viva la woodchip.

july12 098

I did it. I went camping. This INDOOR girl spent four days – FOUR days – in the OUTDOOR world. For the first time. With two children. Without their daddy. And we survived. Amen.

So…a few reflections:

DO camp with another mom who is an expert at camping because she owns basic camping necessities like a grill and a griddle and a real tablecloth with clips that hold it down to the table and special toilet paper and a wine bottle opener and an overall state of calm and confidence.

DO camp with another mom who has children near the same mental and emotional and physical ability that your own children have. Because if you do, you will both be managing similar meltdowns and quarrels and conflicts and whining for that $1 toy gem at the camp store. And, you’ll both observe how good it is, in this culture, to remove your children from rectangles and watch the sun kiss their skin and smile at all the humorous things they do and say. And, most importantly, all of the children will go to bed all at the same time.

DO search until you find a camper that meets your basic physical and mental needs – like a queen size bed and bunk beds and bathroom and kitchen sink and microwave (just to name a few). Your internal well-being relies on this. Trust me. (Yes, someone somewhere makes these types of lovely campers!)

DO ask for a camp site that is next to the playground, across from the bathrooms/showers, a skip and a hop away from the pool, and that has an eye-sight view of the massive trampoline pillow where the children will expend much of their 12+ hour energy. (I’m assuming that ALL campgrounds would have these parent necessities.)

DO choose the PERFECT weather week – like mid 70s/low 80s. Because this could make or break your camping experience.

DO choose the week when most of the bugs and mosquitos that surely swarm around every camp site fly away to visit another campground or your friends’ homes. This, too, could make or break your camping experience.

DO pack tons of liquids and snack foods because you and your children’s bodies will constantly feel the need to ingest more than it normally requires. And, most importantly, bring Coke and M&Ms. And, bring ingredients for summer recipes like fresh BBQ Chicken Salad and Limonada de Coco, because it will help you feel special. It will remind you that you really are on a “vacation.” But, do make these when all the children are running around the campground making new friends and spinning around on the merry-go-round, so that you can eat in peace, so that your taste buds can savor every delicious bite, so that you are able to feel each little lime-y coconut-y slushy piece of ice slide down your throat.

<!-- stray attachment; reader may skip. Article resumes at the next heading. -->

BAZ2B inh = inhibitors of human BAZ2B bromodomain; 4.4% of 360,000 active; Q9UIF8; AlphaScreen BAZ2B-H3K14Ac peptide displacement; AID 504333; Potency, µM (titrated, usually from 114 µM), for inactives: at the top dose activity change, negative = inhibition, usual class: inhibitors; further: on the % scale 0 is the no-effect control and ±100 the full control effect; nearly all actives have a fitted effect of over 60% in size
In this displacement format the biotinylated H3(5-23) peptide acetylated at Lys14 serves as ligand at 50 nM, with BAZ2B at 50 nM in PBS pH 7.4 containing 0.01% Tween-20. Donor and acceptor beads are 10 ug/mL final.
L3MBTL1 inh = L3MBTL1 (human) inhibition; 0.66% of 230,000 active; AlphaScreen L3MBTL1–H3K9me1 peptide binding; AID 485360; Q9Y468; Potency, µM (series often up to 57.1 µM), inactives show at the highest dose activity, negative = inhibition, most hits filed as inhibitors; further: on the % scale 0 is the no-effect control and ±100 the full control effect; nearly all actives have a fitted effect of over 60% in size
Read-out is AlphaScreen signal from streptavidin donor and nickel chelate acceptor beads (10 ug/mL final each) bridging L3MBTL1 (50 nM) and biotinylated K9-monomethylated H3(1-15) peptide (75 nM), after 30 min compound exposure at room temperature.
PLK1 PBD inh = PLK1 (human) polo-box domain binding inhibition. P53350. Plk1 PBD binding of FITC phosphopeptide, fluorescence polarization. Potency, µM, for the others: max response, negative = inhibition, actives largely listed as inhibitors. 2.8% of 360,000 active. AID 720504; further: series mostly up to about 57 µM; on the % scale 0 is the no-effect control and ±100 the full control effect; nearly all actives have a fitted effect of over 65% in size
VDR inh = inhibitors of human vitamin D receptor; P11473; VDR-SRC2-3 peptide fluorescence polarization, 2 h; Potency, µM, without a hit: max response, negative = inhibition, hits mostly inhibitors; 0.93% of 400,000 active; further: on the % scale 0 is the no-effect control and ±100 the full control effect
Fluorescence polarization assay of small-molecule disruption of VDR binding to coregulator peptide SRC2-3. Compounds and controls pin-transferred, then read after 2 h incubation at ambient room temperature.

DO bring lots of firewood, because making a fire each night is a MUST in the world of camping (along with s’mores). And then, after the children are nestled in and then out like a light because they’ve jumped and ran and biked and swam hard all day, pull up your new, red Costco camping chair beside your friend’s chair, stare into the fire, and start talking – about things that matter, about things that don’t. Talk and laugh and be silly and serious until midnight. Or 1 o’clock. Or 2 o’clock. Because in those 3-5 hours, you can cover A TON – like friends and family and in-laws and parenting and your story and decorating and finances and how life is so very wonderful and so very hard and how important it is to be gracious truth-tellers and what it’s like to feel like you’re “too much” and bucket lists and what you’re learning and how you’re failing and how you hope your children will grow to be lovers and doers of good and how to offer yourself as a wife whose husband knows she loves him and is grateful for him and how the people camping next to you talk really, really loud. Basically, you can solve most of the world’s problems in those night hours. So…